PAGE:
A GOOD DOG FOR RATS
By BERNARD DUFFY
"rrHEM rats in the yard is gettin' to be shockin' I agreed that the rats were becoming very audacious.
" I was thinking of getting something from the chemist for them," I said.
" Not a bit of use," said Mulnarry, " they thrive on them things. What you want is a gobd terrier that'll make mince- meat of them, an' I know the very dog that'll suit you—a dog with a bit of breedin' that can be got cheap."
" What's wrong with him? " I asked, suspiciously.
" There's nothin' wrong with him," said Mulnarry, " an' every thing is right, except that he likes raw eggs. But sure, that'd be no fault here, as you don't keep hens."
" Who owns him? " I inquired.
" Well," replied Mulnarry, rather sheepishly, " as a matter of fact, I do. But the missus won't have him round our house at any price. You see," he explained, " she put a sittin' of eggs under a cluckin' hen yesterday, and the first time the hen left the nest for a snack, the dog gulped down eleven of the eggs while you'd be winldn'."
" Very annoying for your wife," I remarked: " She was fit to be tied," said Mulnarry. " That this an' that of a dog of yours is after eatin' eleven of me eggs,' sez she to me. ' Bless your wit,' sez I, soothin' like, ' they'll not do him a bit of harm.' I'll do him plenty of harm,' sez she, ' if he's not out of this before nightfall.' So that's she way it is. I hate to part with him," he added, wistfully, " for he's the class of a dog that does be winnin' prizes at shows."
" Better bring him here after your dinner," I said, " and I'll have a look at him."
" One look will satisfy you," said Mulnarry, " if you are any sort of a judge of dogs."
When the dog was presented later in the day, he created a good impression immediately. He had the square jaw and the stiff-looking legs of the prize-winning terriers whose photographs are to be seen in the illustrated papers after dog-shows. He was very much on the alert, and never failed to catch any scrap of biscuit in mid-air, no matter how it was thrown to him.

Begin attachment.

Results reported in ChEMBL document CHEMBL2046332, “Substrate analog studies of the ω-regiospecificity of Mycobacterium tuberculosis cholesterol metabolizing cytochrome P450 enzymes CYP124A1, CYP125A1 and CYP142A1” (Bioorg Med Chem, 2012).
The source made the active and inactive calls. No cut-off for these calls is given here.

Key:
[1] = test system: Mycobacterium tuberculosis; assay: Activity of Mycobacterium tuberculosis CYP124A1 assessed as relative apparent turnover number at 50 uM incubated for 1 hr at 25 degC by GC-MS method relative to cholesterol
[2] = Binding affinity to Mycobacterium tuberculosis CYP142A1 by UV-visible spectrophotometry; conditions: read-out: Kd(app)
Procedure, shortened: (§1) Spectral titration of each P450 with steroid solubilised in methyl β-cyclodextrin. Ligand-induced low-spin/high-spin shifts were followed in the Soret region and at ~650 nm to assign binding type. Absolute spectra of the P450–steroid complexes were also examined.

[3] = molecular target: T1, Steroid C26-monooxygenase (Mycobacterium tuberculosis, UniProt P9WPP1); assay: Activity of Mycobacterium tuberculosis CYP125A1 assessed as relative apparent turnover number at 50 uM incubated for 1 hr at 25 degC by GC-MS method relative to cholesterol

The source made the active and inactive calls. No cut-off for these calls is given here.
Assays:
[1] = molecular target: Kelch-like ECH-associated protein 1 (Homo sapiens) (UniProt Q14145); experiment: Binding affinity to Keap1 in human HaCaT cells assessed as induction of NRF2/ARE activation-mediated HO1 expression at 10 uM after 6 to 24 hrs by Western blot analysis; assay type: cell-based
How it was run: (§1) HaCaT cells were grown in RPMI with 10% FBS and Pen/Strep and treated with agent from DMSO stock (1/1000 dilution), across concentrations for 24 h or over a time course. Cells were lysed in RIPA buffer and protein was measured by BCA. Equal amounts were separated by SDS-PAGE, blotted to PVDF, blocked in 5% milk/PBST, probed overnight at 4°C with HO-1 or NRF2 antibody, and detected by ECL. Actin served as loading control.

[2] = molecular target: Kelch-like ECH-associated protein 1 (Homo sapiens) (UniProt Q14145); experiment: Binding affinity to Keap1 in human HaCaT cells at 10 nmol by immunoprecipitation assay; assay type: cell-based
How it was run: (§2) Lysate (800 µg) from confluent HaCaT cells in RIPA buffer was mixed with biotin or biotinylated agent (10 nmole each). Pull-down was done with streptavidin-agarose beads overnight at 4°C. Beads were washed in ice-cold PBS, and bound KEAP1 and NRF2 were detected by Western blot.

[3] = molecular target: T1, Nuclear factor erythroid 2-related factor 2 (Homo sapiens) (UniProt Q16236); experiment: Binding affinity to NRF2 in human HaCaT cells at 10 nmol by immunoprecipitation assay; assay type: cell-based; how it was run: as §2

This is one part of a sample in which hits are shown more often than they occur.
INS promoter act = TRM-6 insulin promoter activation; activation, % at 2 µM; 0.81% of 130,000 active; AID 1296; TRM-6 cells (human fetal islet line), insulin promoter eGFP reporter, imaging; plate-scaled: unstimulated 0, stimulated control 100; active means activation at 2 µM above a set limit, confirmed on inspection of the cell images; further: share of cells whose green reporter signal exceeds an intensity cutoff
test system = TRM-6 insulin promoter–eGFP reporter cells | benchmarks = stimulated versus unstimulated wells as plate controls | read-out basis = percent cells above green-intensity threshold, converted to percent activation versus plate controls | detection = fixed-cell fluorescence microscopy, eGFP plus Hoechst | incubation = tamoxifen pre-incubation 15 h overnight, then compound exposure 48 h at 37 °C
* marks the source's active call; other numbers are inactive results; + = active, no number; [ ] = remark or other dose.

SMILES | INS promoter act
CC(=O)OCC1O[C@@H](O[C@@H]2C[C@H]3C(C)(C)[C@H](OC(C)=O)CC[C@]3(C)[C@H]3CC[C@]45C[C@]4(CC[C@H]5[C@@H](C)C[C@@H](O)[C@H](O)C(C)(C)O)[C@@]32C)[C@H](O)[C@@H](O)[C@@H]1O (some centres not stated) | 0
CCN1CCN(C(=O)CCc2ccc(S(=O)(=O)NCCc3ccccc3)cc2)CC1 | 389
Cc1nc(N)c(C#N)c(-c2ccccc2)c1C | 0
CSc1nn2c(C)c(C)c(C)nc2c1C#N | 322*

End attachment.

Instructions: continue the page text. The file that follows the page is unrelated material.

" What did I tell you? " said Mulnarry, proudly. " Ye can see for yourself that he's as quick as lightnin'."
" How did he get on with the rats at your own place? " I asked.
" Well, now, he had no sort of experience of them down there," said Mulnarry, " for since the missus got that scraggy-lookin' red cat, divil a rat is to be seen within a hundred yards of the place."
" What is he worth? " I asked, taking out my pocket- book.
" It's not what he's worth," said Mulnarry, " for it'd be hard to know what that'd be—but what would you say to ten bob? "
I han4ed him a ten-shilling note, and the terrier was installed in the old kennel. Before Mulnarry went back to the garden, I asked him whether the dog had any vice.
" Ye might as well look for oil in a blacksmith's bellows as for vice in that terrier," said Mulnarry. " He wouldn't hurt a fly."
I was soon to discover that he wouldn't hurt a rat either. All that afternoon he lay sunning himself at the door of the kennel while the rats went about their unlawful occa- sions before his very eyes. Watching from the tool- shed I had one gleam of hope when he cocked an ear just as a very large rat came to drink out of his bowl. But it was a false hope. He scratched that ear lazily 'with his hind leg and then let it droop again. I sought out Mulnarry, who was working at the end of the garden. " I'm afraid this dog is not a ratter, Mulnarry," I said, severely.